• Continue this for each joint in the current hierarchy, adding in more influence until the full length of the hair strip is effected by the joint chain.
  • As a final step, before you move on to the next joint chain, set Paint Operation to Smooth, with a small Opacity of around 0.25.
  • Clicking Flood will wash over the whole model, smoothing the weights for you, which can help to make the hair appear less rigid and more organic as it moves.

Tip: When using the Smooth operation it’s always a good idea to follow it up with the Skin > Edit Smooth Skin > Prune Small Weights option, just to tidy up any stray values.

  • You can now repeat these steps for each of the left hand side joint chains for the hair, and also the one at the rear.

Now that you have her left side working well, you can focus on the right, but luckily you can take the work you have already done and copy this across to her right side.

  • To do this simply select the Kila model and go to Skin > Edit Smooth Skin > Mirror Skin Weights and open the options.

  • Set Mirror Across to YZ, and also make sure Normalize is checked to clamp the weighting between the values of 0 and 1.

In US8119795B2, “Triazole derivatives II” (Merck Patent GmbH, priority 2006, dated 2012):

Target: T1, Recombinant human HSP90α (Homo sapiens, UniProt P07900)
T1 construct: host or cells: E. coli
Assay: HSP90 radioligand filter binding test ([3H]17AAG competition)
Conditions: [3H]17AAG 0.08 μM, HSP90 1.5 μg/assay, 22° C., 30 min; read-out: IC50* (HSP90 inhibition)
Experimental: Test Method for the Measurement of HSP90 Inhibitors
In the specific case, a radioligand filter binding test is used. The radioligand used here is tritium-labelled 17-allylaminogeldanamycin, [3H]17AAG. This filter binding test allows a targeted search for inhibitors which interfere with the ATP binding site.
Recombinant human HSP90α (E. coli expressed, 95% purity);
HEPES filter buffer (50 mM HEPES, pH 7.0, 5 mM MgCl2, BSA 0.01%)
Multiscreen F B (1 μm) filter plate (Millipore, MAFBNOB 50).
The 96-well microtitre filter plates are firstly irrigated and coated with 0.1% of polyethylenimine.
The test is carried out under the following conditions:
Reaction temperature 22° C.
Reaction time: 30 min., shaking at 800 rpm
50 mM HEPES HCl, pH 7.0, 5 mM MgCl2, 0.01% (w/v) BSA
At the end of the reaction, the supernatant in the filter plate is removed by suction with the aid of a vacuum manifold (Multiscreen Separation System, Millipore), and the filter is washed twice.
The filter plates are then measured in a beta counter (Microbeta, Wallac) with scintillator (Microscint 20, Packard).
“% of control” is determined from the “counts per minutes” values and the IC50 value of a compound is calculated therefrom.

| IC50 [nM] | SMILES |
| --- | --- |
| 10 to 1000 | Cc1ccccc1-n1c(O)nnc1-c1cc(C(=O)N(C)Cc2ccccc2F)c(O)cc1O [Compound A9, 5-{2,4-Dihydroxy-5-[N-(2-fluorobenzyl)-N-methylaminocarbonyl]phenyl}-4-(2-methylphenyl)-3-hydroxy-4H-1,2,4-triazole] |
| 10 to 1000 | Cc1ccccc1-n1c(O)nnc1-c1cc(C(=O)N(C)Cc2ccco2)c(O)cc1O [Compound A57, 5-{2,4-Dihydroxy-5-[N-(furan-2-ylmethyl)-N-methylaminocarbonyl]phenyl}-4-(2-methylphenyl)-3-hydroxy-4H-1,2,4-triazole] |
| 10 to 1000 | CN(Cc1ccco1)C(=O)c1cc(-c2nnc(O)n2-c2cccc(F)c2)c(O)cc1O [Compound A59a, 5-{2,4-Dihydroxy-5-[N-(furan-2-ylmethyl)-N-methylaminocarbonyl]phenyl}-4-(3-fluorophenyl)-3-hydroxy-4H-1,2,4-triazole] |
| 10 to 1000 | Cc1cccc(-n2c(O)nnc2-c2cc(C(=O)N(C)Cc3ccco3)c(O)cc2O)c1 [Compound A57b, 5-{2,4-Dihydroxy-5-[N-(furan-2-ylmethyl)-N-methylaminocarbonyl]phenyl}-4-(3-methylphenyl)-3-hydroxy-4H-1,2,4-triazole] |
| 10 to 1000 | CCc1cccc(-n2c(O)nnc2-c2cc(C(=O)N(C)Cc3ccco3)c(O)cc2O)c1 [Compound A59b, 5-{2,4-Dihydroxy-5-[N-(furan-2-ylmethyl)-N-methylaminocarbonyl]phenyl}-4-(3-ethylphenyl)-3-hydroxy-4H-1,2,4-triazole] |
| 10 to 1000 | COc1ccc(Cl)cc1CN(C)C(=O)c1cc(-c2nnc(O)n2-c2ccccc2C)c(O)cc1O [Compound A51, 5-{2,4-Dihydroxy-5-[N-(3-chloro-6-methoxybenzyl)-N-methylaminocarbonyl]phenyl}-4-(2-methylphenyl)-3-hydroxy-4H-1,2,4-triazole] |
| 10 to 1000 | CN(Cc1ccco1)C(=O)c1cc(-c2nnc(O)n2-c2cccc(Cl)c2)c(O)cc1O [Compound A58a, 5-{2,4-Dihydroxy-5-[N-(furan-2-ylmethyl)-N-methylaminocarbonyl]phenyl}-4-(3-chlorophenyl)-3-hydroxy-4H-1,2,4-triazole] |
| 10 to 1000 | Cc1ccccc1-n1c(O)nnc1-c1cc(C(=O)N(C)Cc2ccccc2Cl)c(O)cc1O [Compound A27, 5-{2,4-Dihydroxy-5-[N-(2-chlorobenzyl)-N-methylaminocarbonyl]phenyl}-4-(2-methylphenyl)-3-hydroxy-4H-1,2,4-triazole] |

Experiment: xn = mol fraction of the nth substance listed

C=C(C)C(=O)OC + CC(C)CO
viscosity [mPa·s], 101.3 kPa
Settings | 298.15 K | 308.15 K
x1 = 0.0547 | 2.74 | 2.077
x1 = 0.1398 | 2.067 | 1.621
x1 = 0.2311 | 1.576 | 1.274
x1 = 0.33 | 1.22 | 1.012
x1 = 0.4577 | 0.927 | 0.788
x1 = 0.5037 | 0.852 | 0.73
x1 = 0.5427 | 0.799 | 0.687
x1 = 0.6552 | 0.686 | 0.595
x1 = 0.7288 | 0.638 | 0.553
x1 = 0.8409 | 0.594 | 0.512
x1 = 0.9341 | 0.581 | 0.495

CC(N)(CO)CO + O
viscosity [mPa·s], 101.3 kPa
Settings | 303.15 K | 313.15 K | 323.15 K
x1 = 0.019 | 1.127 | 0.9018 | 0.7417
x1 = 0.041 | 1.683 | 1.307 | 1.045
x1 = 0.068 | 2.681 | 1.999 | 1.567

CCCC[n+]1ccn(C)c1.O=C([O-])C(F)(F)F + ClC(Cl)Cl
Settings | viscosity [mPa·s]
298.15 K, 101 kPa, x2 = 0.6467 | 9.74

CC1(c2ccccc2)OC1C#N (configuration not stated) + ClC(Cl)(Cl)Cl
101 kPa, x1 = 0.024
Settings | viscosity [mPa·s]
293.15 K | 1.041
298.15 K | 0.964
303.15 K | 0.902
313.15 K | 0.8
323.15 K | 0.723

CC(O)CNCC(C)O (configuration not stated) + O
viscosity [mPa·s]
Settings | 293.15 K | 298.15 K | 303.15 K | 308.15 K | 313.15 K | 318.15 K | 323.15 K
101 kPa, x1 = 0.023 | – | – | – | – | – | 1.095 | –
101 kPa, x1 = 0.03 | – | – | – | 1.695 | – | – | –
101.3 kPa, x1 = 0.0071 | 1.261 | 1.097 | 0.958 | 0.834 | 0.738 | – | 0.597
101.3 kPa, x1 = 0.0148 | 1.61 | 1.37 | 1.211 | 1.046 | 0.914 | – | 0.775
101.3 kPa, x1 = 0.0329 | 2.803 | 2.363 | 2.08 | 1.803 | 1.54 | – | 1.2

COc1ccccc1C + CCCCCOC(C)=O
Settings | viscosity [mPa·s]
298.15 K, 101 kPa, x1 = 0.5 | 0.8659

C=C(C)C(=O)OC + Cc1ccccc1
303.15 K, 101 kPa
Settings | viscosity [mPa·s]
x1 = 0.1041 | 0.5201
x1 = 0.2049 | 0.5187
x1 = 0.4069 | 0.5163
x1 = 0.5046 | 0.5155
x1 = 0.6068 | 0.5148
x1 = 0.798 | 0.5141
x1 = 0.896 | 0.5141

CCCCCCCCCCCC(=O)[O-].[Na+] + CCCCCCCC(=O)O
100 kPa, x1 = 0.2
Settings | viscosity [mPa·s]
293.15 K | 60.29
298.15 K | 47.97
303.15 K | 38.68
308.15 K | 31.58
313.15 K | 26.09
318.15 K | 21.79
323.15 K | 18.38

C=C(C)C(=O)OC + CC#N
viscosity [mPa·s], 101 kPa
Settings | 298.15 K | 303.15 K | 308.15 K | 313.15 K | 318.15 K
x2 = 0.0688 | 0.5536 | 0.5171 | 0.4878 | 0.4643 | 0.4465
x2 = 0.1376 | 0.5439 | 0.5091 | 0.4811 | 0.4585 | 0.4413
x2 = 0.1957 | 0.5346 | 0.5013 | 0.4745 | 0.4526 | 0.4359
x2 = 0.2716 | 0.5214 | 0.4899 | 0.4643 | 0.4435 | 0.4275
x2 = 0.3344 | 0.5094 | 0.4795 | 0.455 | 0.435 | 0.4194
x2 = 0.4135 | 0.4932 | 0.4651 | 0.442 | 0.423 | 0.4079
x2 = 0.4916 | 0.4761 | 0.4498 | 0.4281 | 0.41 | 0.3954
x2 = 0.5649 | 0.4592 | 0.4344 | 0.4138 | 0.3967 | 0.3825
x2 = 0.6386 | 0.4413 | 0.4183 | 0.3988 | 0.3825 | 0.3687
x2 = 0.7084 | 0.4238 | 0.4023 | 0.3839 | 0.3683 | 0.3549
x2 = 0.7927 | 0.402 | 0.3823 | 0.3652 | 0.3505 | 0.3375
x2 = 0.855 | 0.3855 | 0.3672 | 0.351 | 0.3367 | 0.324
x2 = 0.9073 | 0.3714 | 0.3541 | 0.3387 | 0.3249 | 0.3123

• Now click Apply and you are done.

This will mirror the weighting information for her entire body, so make sure everything is working as it should be before you proceed. Also check the weighting on any areas which are not symmetrical, like her fringe, as these may need some final adjustments.

5. A Simple Rig

The joints are now driving the hair allowing you to pose and even animate it, and from here you could call her complete and move on, letting the animator go in and select each joint in turn.

This is an “OK” approach, but not very intuitive, so instead lets now look at applying a basic rig to add a little more control into the hair while also making it easier to animate.

How you approach your rig is entirely up to you. You could choose to simply connect attributes to a main controller, unifying them so they are in one place, or you could use Set Driven Keys, as you did with the facial rig in Part 7, to lock in key hair poses.

What you will do in this section is use a series of IK handles. This will simplify the rig meaning that the animator is manipulating a few key controls, rather than juggling five times as many joint attributes.